Referring to FIG. 4, the mirror 16 is illustrated as being secured to and supported by a plurality of actuator elements 36. The actuator elements may be controlled by electrical signals from a control unit 38. These actuator elements may be used to provide corrections in the shape of the mirror if it has deformed from its original shape. The control signals for operating the actuator element, and means for correcting the shape of a deformed mirror are not directly related to the present invention and therefore will not be described in detail.
A laser beam is transmitted from a laser source 40 through a beam splitter 39 and a lens 41 to a beam splitter 42. The beam from the beam splitter 42 is transmitted to the surface of the mirror 16, which includes the zone plates, previously described, such as a zone area 35 illustrated in FIG. 4.
Diffracted signals from the zone plates on the mirror 16 are directed to the beam splitter 42, where they are split into two components. One component passes through a lens 44 to the hologram or corrector plate 34. This is the same plate 34 described in connection with FIG. 3 which includes a hologram record for producing reference signals representative of the original physical surface of the mirror 16.
The output signal from the corrector plate 34 is directed to a beam splitter 46. A plane wave from the laser source 40 is directed from the beam splitter 39 to a fold mirror 48. The reflected plane wave signal from the mirror 48 is transmitted to the beam splitter 46 where it is mixed with the signal from the corrector plate 34. The resulting signals from the beam splitter 46 form an interferogram 50. Deviations or errors in the dimensions of the mirror 16 from its original condition will be represented by changes in the interference pattern in the interferometer. Various control means, not illustrated, may be employed in connection with the interferometric data to be used to operate the actuator elements 36 to bring back the mirror to its original position as when the hologram plate 34 was made.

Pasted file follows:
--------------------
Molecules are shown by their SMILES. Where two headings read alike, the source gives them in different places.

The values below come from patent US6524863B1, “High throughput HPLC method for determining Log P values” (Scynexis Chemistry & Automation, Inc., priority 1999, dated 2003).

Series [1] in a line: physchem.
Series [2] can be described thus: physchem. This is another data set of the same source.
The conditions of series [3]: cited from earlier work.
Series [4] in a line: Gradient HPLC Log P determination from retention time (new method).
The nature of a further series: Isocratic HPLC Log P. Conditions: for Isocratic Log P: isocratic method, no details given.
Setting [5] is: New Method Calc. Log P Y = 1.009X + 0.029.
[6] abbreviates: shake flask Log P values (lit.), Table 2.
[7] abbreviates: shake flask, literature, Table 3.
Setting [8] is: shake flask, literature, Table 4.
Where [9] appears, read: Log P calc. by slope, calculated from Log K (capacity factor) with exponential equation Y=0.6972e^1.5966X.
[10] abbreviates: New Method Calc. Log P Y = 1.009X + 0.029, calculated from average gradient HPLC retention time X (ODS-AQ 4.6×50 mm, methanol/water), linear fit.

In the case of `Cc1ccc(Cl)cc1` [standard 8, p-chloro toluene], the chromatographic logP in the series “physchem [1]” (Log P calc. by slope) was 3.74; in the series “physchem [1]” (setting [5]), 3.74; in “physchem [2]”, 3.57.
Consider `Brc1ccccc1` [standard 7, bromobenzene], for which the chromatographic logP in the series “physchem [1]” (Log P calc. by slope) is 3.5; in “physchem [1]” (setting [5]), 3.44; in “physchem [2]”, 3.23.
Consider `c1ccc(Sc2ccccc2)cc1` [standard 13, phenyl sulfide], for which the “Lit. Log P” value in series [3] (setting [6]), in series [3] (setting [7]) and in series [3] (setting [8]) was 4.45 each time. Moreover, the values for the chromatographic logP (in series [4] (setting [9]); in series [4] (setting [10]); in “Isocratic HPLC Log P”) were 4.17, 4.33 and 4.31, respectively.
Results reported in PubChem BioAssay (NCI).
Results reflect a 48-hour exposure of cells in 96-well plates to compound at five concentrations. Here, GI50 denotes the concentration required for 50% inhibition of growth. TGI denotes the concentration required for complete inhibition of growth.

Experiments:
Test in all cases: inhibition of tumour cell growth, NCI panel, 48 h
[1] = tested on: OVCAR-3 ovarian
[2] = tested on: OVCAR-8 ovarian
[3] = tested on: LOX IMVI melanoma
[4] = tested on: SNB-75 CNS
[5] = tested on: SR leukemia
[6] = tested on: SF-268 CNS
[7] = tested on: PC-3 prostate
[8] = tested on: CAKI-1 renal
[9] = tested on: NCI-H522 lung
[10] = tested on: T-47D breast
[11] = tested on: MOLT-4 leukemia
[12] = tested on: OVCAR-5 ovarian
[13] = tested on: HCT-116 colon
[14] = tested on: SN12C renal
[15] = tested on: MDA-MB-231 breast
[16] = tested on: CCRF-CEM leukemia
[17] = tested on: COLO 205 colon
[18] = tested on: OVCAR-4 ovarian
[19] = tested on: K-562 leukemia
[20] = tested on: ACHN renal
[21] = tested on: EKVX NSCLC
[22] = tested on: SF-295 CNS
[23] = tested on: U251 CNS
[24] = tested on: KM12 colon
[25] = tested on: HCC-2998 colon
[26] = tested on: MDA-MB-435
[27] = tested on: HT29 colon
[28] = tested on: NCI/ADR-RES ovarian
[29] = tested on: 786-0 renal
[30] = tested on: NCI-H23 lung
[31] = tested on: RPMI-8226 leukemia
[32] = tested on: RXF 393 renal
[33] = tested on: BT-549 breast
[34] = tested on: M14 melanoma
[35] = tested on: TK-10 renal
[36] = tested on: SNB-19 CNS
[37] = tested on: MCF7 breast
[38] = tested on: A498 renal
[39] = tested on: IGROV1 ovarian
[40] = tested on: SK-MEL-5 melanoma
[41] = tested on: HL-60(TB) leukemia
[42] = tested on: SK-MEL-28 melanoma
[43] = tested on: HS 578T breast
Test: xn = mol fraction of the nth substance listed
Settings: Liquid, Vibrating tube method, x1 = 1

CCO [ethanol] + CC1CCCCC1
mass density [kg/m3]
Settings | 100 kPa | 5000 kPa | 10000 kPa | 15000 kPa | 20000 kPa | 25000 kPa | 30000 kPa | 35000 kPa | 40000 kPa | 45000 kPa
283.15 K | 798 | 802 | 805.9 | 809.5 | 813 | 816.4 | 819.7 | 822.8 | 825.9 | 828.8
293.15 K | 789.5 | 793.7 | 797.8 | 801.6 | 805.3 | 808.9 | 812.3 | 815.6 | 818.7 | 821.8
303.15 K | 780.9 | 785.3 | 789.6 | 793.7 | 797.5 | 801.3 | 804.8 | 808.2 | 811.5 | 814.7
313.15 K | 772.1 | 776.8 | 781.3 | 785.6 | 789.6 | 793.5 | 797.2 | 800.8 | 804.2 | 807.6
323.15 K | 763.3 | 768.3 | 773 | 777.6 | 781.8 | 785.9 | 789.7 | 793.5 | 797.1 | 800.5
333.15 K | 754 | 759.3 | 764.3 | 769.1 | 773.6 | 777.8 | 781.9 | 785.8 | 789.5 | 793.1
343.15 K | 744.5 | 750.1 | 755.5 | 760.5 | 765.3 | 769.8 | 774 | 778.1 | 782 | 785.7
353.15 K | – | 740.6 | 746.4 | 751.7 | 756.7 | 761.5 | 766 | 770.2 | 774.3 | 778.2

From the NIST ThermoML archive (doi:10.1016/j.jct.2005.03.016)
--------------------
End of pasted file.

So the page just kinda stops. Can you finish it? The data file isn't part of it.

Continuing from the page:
The present invention has made it possible to in effect expose the entire surface of a mirror using a step-and-repeat process. Because only small sub-apertures of the mirror are used, relatively high intensity beams may be used to shorten the exposure time. As pointed out, it is impractical to obtain extremely large holograms from a single exposure. The signals diffracted from the holograms covering small areas of the mirror combine, when used in conjunction with the field lens and corrector plate, to produce a total signal which is equivalent to a reading from the total surface of the mirror.
The holographic corrector plate produces a coherent summation of the independent zone plates. The overall result is that the figure of extremely large mirrors may be monitored as if a single large zone plate had been produced on the mirror.
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|U.S. Classification||356/458, 356/513|
|International Classification||G02B5/32, G01M11/00, G01B9/021|
|Cooperative Classification||G01M11/005, G02B5/32, G01B9/021|
|European Classification||G01M11/00C, G02B5/32, G01B9/021|
|Nov 18, 1982||AS||Assignment|
Owner name: PERKIN-ELMER CORPORATION THE, MAIN AVE., NORWALK ,
Free format text: ASSIGNMENT OF ASSIGNORS INTEREST.;ASSIGNOR:SHEMWELL, DAVID M.;REEL/FRAME:004068/0572
Effective date: 19821110
|Dec 27, 1988||FPAY||Fee payment|
Year of fee payment: 4
|Aug 22, 1993||LAPS||Lapse for failure to pay maintenance fees|
|Nov 9, 1993||FP||Expired due to failure to pay maintenance fee|
Effective date: 19930822